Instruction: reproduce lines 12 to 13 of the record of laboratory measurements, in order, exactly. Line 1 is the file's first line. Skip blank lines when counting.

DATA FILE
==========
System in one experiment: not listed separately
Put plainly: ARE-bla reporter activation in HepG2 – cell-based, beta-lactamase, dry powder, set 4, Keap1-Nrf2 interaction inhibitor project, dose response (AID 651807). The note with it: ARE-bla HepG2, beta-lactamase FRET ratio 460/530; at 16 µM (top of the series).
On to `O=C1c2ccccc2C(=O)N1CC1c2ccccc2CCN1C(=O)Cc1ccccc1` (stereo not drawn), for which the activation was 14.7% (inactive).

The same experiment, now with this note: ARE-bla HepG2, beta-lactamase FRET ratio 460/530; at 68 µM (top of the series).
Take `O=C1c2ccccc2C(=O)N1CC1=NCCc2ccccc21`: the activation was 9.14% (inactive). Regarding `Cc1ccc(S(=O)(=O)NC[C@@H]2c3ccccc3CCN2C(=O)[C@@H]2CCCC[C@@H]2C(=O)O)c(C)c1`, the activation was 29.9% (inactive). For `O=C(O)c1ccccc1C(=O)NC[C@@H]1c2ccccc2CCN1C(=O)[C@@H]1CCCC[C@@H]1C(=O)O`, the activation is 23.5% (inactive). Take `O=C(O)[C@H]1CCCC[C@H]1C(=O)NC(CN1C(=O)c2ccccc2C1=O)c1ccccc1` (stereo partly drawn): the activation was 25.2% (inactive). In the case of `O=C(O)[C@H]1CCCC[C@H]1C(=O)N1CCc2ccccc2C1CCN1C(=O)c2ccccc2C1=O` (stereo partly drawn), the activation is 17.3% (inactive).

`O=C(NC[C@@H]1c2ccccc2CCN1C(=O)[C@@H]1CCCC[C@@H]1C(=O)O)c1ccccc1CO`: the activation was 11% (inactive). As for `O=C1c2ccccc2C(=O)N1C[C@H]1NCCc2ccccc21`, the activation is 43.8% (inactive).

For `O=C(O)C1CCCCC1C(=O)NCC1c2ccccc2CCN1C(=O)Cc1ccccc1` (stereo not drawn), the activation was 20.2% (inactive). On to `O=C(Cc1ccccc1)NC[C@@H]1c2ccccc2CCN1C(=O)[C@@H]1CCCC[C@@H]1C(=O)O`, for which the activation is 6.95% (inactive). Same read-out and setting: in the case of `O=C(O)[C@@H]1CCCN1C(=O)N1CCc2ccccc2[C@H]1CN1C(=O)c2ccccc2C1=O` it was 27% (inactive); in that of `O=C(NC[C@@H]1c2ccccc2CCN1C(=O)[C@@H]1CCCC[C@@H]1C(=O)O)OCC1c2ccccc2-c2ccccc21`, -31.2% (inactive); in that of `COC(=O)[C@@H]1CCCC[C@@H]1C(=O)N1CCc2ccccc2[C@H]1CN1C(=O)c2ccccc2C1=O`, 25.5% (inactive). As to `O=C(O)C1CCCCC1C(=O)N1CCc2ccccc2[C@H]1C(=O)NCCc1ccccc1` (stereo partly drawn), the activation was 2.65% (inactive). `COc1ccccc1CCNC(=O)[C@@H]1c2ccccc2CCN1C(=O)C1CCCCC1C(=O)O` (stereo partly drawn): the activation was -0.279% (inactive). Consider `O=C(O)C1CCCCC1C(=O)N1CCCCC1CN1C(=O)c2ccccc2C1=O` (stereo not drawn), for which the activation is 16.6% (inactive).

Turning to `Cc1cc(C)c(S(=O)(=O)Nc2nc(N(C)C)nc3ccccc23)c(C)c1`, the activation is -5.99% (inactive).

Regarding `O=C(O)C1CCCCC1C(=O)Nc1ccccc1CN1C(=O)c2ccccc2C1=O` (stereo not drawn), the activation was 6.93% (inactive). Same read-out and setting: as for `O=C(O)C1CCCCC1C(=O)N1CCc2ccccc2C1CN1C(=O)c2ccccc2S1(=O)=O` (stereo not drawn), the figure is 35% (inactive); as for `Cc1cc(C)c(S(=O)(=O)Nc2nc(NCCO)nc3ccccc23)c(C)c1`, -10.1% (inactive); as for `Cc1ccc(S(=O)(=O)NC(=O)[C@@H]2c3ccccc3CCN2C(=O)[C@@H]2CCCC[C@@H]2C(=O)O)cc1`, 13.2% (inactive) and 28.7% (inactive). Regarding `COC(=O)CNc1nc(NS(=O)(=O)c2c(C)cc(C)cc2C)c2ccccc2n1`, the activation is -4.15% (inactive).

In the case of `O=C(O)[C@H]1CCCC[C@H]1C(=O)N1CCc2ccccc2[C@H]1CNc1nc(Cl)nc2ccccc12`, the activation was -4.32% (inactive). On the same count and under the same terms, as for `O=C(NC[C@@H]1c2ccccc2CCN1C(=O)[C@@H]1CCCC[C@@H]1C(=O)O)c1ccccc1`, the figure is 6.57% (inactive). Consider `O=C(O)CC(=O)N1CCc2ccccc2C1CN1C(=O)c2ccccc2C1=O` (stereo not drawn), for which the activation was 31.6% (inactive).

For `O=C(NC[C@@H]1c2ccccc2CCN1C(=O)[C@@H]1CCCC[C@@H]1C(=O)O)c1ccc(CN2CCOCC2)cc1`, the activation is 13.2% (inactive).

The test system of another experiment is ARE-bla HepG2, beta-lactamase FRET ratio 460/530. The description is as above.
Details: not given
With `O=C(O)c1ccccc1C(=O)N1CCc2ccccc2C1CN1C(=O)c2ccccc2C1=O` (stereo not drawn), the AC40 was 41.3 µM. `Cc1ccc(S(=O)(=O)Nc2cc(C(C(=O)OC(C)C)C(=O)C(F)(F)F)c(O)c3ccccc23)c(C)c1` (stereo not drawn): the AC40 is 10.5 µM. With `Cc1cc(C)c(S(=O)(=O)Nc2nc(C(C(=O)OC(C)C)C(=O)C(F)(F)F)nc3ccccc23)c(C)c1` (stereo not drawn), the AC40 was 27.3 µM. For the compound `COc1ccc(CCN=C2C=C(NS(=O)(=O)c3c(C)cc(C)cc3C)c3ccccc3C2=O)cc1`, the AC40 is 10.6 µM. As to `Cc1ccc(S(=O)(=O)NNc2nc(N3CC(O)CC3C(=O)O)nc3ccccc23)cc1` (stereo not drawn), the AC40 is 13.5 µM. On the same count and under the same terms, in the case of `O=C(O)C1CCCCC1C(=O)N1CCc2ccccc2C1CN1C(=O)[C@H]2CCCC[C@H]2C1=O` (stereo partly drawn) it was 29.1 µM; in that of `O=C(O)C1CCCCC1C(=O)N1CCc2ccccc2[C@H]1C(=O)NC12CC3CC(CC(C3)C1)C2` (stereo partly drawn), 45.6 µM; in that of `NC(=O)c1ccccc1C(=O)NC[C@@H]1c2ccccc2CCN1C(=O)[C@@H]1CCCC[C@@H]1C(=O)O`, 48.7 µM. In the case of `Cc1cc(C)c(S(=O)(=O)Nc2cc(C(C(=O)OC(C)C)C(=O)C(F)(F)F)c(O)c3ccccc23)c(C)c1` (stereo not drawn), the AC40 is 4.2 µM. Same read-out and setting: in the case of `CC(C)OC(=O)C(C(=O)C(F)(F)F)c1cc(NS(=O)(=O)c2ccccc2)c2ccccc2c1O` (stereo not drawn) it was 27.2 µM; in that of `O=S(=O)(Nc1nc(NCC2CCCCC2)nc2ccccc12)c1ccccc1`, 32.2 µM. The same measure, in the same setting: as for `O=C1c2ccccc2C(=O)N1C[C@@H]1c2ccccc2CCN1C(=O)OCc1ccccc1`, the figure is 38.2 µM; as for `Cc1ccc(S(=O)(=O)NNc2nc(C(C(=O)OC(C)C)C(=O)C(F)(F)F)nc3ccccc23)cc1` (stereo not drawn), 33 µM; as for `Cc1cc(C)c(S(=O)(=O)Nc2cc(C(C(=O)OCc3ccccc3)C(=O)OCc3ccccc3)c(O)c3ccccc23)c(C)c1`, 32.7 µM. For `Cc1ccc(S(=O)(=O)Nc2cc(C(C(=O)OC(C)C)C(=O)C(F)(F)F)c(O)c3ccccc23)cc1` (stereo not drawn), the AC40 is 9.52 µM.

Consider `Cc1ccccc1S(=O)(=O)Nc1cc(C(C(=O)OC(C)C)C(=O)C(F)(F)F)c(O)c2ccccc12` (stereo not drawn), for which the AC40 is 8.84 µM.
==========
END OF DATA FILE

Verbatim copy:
The test system of another experiment is ARE-bla HepG2, beta-lactamase FRET ratio 460/530. The description is as above.
Details: not given